You may recall that on July 4 a group of instructors volunteered to build new walls, so we can teach walling while accommodating social distance. One week later, on July 11, The Stone Trust hosted our first workshop since the moratorium began at the end of March. During the Introduction to Dry Stone Walling workshop, 5 men and 2 women learned and applied the 5 basic rules of dry stone walling using our new infrastructure. Over the course of the 8 hour day, each waller stripped out and rebuilt their own independent section of wall. Of course, people who come as a family/friend/colleague group are able to work together.
Three of our DSWA-GB Certified instructors— Sam Brakeley, Dario Coletta, and Brian Post--got a feel for teaching in this new format. The format presents challenges. Some challenges are simple, like setting up ten tents before the workshop begins. (In the past, we didn’t run workshops in the height of summer.) Others require a shift in the instructional dynamic; it takes greater thoughtfulness to be sure you have attended to each learner when they are spread out than when they are working closely. Sounds like our teachers managed the shift! Here’s a thought from one of the participants:
We had a great experience and I am eager to sign up for another class. Looking forward to the next one!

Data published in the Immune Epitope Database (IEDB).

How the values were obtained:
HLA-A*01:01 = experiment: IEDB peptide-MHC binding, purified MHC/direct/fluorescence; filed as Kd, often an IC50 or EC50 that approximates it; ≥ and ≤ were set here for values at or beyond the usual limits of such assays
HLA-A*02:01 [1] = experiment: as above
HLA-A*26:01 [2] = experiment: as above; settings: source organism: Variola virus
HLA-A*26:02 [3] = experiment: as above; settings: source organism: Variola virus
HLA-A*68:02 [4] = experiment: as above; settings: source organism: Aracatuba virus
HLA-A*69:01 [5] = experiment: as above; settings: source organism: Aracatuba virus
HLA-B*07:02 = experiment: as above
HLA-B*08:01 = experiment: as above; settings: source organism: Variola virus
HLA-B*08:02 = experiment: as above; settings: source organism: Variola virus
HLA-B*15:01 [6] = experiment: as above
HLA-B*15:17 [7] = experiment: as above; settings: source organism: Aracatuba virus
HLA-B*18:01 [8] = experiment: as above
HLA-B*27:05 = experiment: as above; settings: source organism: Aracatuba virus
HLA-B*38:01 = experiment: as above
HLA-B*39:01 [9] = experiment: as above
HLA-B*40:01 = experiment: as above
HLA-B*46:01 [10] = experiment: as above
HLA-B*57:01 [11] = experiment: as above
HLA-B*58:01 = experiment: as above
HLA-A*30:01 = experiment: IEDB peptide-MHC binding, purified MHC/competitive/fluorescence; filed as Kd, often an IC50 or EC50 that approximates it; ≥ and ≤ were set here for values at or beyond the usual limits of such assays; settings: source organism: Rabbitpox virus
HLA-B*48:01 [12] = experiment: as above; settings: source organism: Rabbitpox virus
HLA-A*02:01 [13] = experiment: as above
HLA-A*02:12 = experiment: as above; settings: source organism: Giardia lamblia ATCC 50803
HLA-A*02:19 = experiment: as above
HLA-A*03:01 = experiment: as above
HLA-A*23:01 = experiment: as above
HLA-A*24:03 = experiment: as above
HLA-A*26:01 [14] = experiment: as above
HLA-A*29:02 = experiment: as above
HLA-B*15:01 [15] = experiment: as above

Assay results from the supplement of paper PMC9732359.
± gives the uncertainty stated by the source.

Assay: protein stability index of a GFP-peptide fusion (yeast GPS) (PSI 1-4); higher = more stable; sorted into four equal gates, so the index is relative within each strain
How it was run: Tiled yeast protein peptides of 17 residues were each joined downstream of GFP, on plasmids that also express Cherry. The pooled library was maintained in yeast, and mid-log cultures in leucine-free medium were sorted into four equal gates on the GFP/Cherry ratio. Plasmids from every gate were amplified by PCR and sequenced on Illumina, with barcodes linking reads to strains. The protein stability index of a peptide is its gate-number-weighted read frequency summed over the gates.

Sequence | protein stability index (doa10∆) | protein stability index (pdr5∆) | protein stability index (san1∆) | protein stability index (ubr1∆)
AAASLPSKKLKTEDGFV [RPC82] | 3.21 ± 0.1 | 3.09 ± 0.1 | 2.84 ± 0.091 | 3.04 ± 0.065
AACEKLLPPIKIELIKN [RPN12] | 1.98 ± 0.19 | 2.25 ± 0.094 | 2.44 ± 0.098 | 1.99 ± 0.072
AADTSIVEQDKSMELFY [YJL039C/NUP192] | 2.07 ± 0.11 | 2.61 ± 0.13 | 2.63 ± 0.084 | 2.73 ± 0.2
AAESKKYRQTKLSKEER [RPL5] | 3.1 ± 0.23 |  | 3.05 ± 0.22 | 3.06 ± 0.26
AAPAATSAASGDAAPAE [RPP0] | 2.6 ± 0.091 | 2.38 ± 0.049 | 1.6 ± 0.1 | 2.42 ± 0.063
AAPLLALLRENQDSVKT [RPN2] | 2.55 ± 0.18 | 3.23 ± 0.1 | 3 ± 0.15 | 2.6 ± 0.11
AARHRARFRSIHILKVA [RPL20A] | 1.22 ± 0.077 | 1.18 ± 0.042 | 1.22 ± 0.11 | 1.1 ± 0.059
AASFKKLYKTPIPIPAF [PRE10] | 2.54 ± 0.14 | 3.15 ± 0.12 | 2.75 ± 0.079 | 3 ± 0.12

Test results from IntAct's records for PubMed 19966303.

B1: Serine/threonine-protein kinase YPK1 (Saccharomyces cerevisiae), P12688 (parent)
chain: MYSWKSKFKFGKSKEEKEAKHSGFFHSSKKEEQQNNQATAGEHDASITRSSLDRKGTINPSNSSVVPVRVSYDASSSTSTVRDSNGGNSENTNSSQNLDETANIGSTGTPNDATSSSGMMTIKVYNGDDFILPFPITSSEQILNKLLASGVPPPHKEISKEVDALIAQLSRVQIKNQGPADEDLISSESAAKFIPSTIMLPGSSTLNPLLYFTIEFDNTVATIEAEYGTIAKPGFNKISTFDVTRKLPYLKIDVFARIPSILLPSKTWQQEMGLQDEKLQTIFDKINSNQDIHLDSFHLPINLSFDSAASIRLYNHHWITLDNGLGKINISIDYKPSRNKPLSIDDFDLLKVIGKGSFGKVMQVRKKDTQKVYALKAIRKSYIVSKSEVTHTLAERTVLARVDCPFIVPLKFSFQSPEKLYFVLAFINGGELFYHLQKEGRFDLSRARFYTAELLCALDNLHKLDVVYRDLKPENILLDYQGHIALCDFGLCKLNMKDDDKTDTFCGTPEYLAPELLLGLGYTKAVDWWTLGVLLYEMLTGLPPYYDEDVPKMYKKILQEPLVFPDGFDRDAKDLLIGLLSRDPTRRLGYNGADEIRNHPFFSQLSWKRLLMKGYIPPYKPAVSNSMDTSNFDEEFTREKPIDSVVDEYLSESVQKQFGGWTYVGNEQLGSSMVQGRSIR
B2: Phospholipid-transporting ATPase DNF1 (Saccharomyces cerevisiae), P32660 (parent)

Our usual instructor:student ratio is 1:8. That allows for plenty of opportunity to helpful interaction. We won’t promise a 1:2 ratio for every workshop, but it is the case that the current situation requires more staff and allows for fewer students. Only people eligible to travel to Vermont without quarantining are able to attend. Fortunately, many people have transferred registrations to our fall schedule of workshops. People are being patient and good humored.
A friend of The Stone Trust sent a message acknowledging our “herculean efforts” to make workshops happen. It does take a lot of work. Indeed, Saturday’s instructors took turns building our social-distance retaining walls for this Saturday’s workshop!
All the effort is worth it. Everyone involved is friendly, open, tolerant, and energetic. Everyone wants to learn how to build beautiful, durable dry stone walls! Thanks to all for sharing in our mission to preserve and enhance the art and craft of dry stone walling.